The day after my long run is always dedicated to…
Recovery is one of the most important keys to training; runners (or any athletes) need to give their bodies a chance to repair themselves after their hard workouts. Without the recovery process, runners wouldn’t reap the benefits of the workouts they are performing.
Think about it like this: improvement that is seen over time develops during the recovery periods, so cutting that recovery period short actually hinders the potential of that runner by not allowing him/her to recover at their highest potential.
Recovery Starts The Second You Stop Running
- The body begins its recovery process from any particular workout immediately.
- The first 30-60 minutes after a workout is the optimal time to refuel the body.
- Runners should take advantage of this window and begin eating and drinking right after the end of a workout. Replenishing carbohydrates and giving the body protein within the first 30 to 60 minutes can greatly impact how fast your body will recover. It is said that the optimal ratio for carbohydrates to protein is 4:1, but any balanced meal will do. Just make sure you are getting some carbs, some protein, and some fat.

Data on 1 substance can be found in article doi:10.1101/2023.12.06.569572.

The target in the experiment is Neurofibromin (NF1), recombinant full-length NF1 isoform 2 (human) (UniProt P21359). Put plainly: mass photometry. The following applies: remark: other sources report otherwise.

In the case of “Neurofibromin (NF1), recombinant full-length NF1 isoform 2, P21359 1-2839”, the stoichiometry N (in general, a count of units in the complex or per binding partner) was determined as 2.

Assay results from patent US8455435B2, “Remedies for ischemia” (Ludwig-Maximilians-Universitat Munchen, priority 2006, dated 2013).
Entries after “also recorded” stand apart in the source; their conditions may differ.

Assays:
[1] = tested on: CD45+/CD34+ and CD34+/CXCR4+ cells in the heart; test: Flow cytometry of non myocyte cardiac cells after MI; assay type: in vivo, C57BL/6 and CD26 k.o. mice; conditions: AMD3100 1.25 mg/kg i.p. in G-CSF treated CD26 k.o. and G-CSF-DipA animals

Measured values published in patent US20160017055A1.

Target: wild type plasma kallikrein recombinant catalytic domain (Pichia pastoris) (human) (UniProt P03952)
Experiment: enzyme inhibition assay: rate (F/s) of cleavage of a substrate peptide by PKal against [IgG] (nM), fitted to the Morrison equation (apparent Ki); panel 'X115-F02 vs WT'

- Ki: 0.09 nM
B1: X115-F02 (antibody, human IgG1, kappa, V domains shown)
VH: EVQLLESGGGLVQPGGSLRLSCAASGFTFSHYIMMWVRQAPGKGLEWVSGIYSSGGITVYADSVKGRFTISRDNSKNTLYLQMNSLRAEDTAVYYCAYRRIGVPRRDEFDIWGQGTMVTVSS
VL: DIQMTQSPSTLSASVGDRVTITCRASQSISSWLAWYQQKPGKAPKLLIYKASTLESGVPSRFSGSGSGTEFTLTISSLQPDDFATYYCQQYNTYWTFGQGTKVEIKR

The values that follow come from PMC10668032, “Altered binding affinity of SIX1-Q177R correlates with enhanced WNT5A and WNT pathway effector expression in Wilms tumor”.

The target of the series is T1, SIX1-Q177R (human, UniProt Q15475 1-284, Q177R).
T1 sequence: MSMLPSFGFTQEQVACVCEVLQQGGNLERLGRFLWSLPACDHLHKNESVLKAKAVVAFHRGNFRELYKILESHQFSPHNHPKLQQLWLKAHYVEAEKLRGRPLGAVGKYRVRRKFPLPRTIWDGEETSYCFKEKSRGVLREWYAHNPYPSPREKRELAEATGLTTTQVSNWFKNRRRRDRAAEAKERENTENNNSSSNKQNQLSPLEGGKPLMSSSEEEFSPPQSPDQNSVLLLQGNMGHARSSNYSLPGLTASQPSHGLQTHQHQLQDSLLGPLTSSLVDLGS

Time Between Hard Workouts
- Runners need to make sure that they are allowing enough time (around 48 hours) between their more intense workouts or long runs. Providing this buffer time between these workouts, which should be spent resting, running, or cross training, will help give the body time to recover from the last workout before tackling another one.
- Shortening the recovery time can lead less than stellar performance in the upcoming workout, which completely negates the whole purpose of the workout. Lacking adequate recovery between workouts can lead to over-training or a decline in performance over time. Trust me on this one; I have been down that road and it definitely isn’t pretty.
- Avoid performing hard sessions on successive days. If you run long or fast one day, take a rest or recovery day the next day.
- Don’t increase your mileage by more than 10 percent over the course of a week. For example, if you run 20 miles one week, you should not increase your mileage for the next week by more than two miles.
This should get you started:
- A recovery run can be as long and fast as you want, as long as it does not affect your performance in your next training session.
- Whenever you run again within 24 hours of a hard workout, your next run should be a recovery run.
- A little experimentation is needed to find the best distance and pace for each individual runner. What might work for me might not work for you.
What are some of your recovery run tips?
Running: 7 miles (very easy)
Cycling: 45 minutes (very easy)
On recovery days, my feet always look like this
Are you a fan of compression socks? I basically live in mine!